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THE SAMI MELTING POT

A HUB BETWEEN NORTH, SOUTHERN AND UMESIAN LANGUAGE AND CULTURE

The Sami language is not one language, but a group of ten related languages, and the Sami population in the North Calotte consists of an equal number of population groups with their own languages and regions. Mo i Rana is located where three such regions and languages meets: Lule Sámi, Ume Sámi and Southern Sámi. Today, Ume Sámi is little used in Norway, but Lule Sámi and Southern Sámi are two of our three official Sámi languages in Norway. Many of today's inhabitants of Mo i Rana are of Sami origin or have a Sami family. The South Sami Theatre, Åarjelhsaemien Teatere, has its headquarters here, and the theater performs in a language that today is spoken by only 600 people in the world.

But there is good work done, both with language training for children, and with increased awareness among young people. From January 2022, the South Sami name of Mo i Rana also became an official city name:

MÅEFIE

Bringeklede, boengeskuvmie, sørsamiske kofte, Mo i Rana

Bring cloth for women (boengeskuvmie) for the South Sami cardigan. Photo: Åge Hojem NTNU / Science Museum

On Helgeland, far back in time, two people has lived side by side. Much is common, much is different, but historically intertwined. To be able to understand this important part of Helgeland's history, one must know the region's geography and know how important the life of traveling has been. Being able to travel freely over great distances has for all people and at all times, been a prerequisite for being able to trade, get what you need, establish a home, fish and hunt, and to develop your culture.

 

Since the end of the ice age, the traveling north or south has been linked to the coast and to boats. Inland of Helgeland, the traveling in the north or south direction has been far more demanding. Deep fjords and large rivers with strong water flow have made the distances inland much longer than out on the coast. The original main road on Helgeland has therefore gone out on the coast, and it has worked well. Archaeological finds indicate that contact with southern Europe and the Mediterranean was established long ago. On Dønna just west of Ranfjorden, a two thousand year old Roman coin was found in 2016.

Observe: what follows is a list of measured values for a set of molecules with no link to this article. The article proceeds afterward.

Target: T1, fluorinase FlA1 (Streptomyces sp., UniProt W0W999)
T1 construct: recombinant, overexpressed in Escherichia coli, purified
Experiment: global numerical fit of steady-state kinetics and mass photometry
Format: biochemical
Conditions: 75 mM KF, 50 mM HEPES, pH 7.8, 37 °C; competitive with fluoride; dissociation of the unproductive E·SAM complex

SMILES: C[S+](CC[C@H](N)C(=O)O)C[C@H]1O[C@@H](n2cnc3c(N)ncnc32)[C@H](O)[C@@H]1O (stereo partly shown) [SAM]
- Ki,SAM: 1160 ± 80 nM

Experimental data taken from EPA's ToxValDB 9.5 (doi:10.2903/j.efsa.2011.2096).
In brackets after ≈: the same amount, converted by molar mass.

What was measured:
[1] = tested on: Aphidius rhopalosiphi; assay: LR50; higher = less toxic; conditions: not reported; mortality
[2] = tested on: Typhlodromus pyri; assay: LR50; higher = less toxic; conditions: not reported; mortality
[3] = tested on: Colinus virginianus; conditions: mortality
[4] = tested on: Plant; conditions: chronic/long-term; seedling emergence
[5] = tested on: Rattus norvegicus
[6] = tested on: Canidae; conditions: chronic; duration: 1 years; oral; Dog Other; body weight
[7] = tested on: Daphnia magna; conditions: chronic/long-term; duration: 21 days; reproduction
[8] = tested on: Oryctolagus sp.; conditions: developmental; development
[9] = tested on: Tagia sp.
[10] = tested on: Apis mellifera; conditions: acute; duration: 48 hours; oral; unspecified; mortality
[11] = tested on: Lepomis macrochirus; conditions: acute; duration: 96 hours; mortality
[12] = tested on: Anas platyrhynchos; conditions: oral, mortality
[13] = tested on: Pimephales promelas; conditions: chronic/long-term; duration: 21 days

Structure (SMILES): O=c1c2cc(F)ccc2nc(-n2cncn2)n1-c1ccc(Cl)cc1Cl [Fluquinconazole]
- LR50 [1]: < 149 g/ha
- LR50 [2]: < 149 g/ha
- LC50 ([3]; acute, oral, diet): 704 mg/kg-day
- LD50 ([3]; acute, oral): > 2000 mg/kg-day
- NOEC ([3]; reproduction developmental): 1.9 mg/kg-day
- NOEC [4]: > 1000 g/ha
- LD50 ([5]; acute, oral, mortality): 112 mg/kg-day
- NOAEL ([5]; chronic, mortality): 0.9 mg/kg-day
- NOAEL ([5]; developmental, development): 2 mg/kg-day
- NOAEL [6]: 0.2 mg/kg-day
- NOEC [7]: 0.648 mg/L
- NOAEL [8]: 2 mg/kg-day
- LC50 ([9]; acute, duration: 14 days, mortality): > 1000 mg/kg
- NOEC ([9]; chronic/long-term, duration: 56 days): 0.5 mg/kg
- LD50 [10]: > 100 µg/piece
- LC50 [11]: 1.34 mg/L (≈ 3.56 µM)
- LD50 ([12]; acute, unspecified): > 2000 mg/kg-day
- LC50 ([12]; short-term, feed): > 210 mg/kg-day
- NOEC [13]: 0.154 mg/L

Harald Hårfagre, Snøfrid Svåsedatter, sørsamisk, Mo i Rana

Harald Hårfagre and the Sami woman Snøfrid Svåsedatter. Norwegian stamp series painted by Sverre Morken (2008)

Harald Hårfagre is considered by many to be Norway's first king. The Norway he ruled was probably only a fraction of today's Norwegian mainland, but still it is interesting to know that Norway's first queen was a Sami, Snøfrid (Snæfríðr Svásadóttir) with whom Harald had four sons. It should be mentioned that the fair-haired king had many women, and had children with several, and marriage at that time was very much built on power and alliances. But the importance of the alliance with the Sami around the year 900 and that Harald had four children with Snøfrid, tells how integrated the two ethnic groups lived with each other.

At Helgeland, there were at that time several large viking settlements and cheaf seats at the mouth of the Ranfjord, including the islands Tomma, Dønna and at Handnesøya who became an important center of power for Helgeland. Close to the ferry berth on Handensøya we find today the protected burial ground "Langskipet". This Norse burial ground tells a story about traveling on Helgeland and about a coastal population totally dependent on boats.

From Snorri's royal saga,  Heimskringla, we can read that Sigurd Slembe in 1137 had two boats built by Sami boat builders. Sigurd was the son of King Magnus Berrføtt and a man who traveled a lot and far. His travels brought him to Iceland, Rome and Jerusalem, and the Sami-built boats were known for maintaining great speed. In one of the Norse poems it is said:

«Few can follow
pine boat håløigsk
as bound with tendons
for the sail flies »


When Sigurd Slembe's half-brother and namesake, Sigurd Jorsalfare embarked on his legendary and three-year voyage to Miklagard (Istanbul) in 1108, he sailed out of the country with 60 longships with 100 men in each of them. Perhaps some of these historic longships were built by skilled boat builders on Helgeland. We can be sure that they were built by the most reputable ones that were available.

Vikingtidens langskip

Sigurd's sixty longships and his crew of 6,000 must have been a bit of a spectacle when they sailed into the Mediterranean.

Mo i Rana, sørsamisk, samisk, maavie

Gaavnoes

South Sami Knowledge Park

Mo i Rana, sørsamisk, samisk, maavie

South Sami Theater

Mo i Rana, sørsamisk, samisk, maavie

Sami association in
Mo i Rana

Mo i Rana, sørsamisk, samisk, maavie

South Sami
food and culture

Mo i Rana, sørsamisk, samisk, maavie

Producer of reindeer and game meat

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